• P.S. Brown has also claimed that he’s spent his last nine Januaries in India, when sponsored travel supporting documents filed with the Conflict of Interest and Ethics Commissioner show that Brown was in Thailand and Vietnam before returning to Canada near the end of January 2014. I know this for a fact because after reading a January 8, 2014 press release from Brown’s office claiming Brown was involved in local budget consultations in Barrie, I found photos of Brown on Facebook showing him playing hockey at a tournament at a shopping mall in Bangkok at the time.

  8. I wonder why there are so many of us out here still looking for signs that Mr. Harper has grown up – never mind any of his underlings. He has been (and I mean has-been) the most childishly petulant and stubbornly opinionated PM ever, so what lessons has he passed on to any “heirs”?

  9. “What lessons can we draw from this teeny Harper brigade?”

    The most obvious one of all it seems; that Stephen Harper is really Captain Kirk.

  10. I guess I’m a bit slow out here in the boonies far from the bright lights and wickedly crafted insights of the Ottawa pundit class.
    Wells is being satirical!
    Sarcasm is a bit rare up there but now I see this is something of a masterpiece.

  11. Jim is really more like Wynne 2.0… tax’em more to keep union cards happy and lobby money rolling in.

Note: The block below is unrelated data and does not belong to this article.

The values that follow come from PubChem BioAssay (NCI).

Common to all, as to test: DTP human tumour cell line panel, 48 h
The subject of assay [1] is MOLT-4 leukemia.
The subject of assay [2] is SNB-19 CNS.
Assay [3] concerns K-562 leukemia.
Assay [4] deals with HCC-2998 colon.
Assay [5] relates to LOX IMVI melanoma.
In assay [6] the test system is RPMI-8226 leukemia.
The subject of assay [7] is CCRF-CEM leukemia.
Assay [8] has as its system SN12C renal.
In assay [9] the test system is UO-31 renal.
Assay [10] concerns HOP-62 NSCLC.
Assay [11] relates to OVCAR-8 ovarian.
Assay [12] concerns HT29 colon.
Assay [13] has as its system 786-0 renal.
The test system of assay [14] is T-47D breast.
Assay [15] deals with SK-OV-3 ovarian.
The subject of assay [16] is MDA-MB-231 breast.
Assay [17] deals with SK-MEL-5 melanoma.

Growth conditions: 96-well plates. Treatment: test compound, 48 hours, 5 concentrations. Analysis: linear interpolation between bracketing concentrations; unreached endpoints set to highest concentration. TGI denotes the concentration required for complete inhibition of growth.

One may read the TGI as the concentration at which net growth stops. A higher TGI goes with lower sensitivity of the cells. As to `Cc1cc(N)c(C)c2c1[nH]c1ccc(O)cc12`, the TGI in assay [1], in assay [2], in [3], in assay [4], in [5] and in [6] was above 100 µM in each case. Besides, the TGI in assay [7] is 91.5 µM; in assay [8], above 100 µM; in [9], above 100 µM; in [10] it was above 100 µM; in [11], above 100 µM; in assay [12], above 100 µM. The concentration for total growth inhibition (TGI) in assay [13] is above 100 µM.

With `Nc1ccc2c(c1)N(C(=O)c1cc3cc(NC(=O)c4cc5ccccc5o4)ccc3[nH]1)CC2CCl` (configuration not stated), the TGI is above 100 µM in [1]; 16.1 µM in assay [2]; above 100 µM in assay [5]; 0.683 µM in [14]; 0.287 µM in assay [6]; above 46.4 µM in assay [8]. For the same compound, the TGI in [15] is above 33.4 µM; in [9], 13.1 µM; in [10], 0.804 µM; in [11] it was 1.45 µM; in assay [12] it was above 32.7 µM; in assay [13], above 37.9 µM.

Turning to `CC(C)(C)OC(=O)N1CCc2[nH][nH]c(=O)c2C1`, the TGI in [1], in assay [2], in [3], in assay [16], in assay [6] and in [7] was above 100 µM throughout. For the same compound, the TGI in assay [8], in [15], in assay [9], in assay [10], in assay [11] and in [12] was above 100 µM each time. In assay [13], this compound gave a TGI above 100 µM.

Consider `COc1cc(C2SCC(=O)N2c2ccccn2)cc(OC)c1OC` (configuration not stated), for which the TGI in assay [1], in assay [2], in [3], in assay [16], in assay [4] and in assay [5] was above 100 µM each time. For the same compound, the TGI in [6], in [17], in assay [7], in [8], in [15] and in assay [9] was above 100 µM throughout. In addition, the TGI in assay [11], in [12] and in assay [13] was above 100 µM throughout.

Some of us remeber how Bailout Jim voted for GM/auto/bank bailouts then took an executive job with CIBC Bank as not to face the voters in his Alberta riding that have to pay into the coporate-union bailout buddy system. And Jim never did let go of the people who let Redford happen, and Redford didn’t happen in a vacuum. No fixes in AHS either. Jim is a “good olde” back room boy. Showed he is not beyind tampering with democracy in how he duped Danielle Smith….. but we have a better Wildrose for it.

    My memory is not short and why I donated to the Wildrose, Wildrose sign on my lawn and voting Wildrose. Jim just doesn’t have the character or leadership skills, just a statism good olde boy.

    Jim clearly does not represent Albertans. Jim will lose votes on election day, question is will it be enough to send him and PC Party hacks a packing to become the opposition.

  12. All I see is morally and ethically corrupt politicians.

    [x] Need better choices for my vote.

    Sad fact is voting is a lose-lose game, no mater how you vote, you will be taxed more, get devalued money for bank debt/currency fraud, have less to spend on your family and other peoples jobs. Hey, more govmint, less for the people. Its the only posible outcome of every federal ballot int he land.

    Probably why most people don’t vote, they realize how disgustingly low character people are always on the ballot lying their heads off for votes and tax greed.

  13. Kind of disappointed we haven’t got the dumb innumerate column favouring Prentice like we got for Hudak in Ontario